August exhibition of the Expressionists, Society for Visual Arts, Amsterdam, Municipal Exhibition Hall, Scheveningen, August 1920, presumably no. 31, there under title "Tisch am Spiegel, 1910", no illu.
Max Pechstein. Eine Ausstellung des Kreises Unna, Schloß Cappenberg 1989, unnumbered. Register of works on display p. 191 (with illu. in colors p. 53 and 69).
Figures du moderne. L’Expressionnisme en Allemagne 1905 – 1914, Dresden, Munich, Berlin, Musée d’Art Moderne de la Ville de Paris 18 November 1992 – 14 March 1993, no. 100, illu. in colors p. 134.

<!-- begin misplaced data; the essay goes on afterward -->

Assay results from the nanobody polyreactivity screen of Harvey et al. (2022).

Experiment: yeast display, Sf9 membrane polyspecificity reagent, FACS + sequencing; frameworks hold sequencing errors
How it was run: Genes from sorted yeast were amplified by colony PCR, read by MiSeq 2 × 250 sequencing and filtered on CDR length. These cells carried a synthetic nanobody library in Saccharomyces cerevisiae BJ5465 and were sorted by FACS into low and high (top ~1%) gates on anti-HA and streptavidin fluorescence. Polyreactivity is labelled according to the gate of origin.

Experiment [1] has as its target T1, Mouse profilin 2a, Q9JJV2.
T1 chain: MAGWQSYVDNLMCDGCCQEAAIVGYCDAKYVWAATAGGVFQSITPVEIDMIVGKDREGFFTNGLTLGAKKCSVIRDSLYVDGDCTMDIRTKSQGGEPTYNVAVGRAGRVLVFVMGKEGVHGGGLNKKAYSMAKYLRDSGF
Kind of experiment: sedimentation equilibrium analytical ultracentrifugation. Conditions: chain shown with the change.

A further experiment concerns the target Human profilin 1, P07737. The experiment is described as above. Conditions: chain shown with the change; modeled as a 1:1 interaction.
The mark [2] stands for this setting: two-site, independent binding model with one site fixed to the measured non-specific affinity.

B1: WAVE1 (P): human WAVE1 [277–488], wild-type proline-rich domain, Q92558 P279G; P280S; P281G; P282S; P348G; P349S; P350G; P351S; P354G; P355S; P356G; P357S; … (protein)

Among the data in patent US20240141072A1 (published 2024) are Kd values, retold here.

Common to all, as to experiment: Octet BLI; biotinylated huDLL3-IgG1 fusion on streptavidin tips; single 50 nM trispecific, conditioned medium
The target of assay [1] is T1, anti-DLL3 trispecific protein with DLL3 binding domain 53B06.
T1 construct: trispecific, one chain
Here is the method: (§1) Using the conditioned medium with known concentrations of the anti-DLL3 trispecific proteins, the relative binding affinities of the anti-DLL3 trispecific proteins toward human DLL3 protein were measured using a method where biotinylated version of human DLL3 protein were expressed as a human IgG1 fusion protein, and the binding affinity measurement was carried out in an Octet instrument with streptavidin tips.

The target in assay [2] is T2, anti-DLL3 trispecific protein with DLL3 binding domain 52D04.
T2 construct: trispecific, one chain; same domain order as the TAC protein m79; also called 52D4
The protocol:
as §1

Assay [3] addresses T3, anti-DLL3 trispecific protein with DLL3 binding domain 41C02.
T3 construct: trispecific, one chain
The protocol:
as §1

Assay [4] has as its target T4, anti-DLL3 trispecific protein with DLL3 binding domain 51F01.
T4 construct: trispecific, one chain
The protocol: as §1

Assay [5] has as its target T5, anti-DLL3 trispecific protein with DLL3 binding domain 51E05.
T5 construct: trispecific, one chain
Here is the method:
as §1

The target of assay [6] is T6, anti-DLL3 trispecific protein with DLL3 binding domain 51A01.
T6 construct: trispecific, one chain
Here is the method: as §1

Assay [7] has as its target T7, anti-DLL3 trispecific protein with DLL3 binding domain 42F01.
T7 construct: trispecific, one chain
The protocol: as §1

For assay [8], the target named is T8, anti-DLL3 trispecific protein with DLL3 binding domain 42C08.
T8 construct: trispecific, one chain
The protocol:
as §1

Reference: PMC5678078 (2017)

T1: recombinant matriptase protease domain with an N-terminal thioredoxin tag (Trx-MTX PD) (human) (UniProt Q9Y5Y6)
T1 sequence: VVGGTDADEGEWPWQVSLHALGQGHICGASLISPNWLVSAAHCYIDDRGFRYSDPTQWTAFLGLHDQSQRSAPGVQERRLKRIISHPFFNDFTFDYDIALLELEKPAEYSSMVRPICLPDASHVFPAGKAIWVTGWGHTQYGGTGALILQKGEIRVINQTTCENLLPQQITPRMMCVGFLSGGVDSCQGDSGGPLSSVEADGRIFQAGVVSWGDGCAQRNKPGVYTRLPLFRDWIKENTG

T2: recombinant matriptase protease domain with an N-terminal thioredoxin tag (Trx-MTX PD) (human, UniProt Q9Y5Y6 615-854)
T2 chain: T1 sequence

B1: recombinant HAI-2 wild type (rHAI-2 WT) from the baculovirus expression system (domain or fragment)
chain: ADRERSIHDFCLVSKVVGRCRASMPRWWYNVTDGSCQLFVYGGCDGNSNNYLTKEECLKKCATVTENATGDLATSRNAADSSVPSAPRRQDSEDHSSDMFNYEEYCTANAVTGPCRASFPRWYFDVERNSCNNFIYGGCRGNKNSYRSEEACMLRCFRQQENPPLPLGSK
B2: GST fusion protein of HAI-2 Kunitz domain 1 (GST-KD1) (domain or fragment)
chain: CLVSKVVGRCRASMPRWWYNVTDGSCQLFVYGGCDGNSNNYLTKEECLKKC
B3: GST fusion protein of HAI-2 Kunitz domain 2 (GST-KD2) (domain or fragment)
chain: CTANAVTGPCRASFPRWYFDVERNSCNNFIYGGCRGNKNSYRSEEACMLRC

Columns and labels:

Max Pechstein. Sein malerisches Werk, Brücke Museum Berlin, 22 September 1996 - 1 January, 1997 / Kunsthalle Tübingen, 11 January - 6 April 1997 / Kunsthalle zu Kiel, 20 April - 15 June 1997, cat. no. 47 (with illu in colors.).
Brücke. Die Geburt des deutschen Expressionismus, Museo Thyssen-Bornemisza, Fundación Caja Madrid, 1 February, 2005 - 15 May, 2005, cat. no. 125 (with illu. in colors p. 223) and Brücke-Museum, Berlin, 1 October 2005 - 15 January, 2006, cat. no. 134 (with illu. in colors p. 259).

LITERATURE: Expressionisme Allemand, Musées Beaux-Arts, Paris hors serie, 1993, illu. p. 6.
Barbara Lülf, Die Suche nach dem Ursprünglichen, Max Pechstein und Palau, in: Magdalena M. Moeller (editor), Max Pechstein, Sein malerisches Werk, ex. cat. Munich 1996, p. 83.
Janina Dahlmanns, Primitivismus, in: Magdalena M. Moeller and Javier Arnaldo (editors), Brücke. Die Geburt des deutschen Expressionismus, ex. cat. Brücke-Museum Berlin, Munich 2005, p. 253.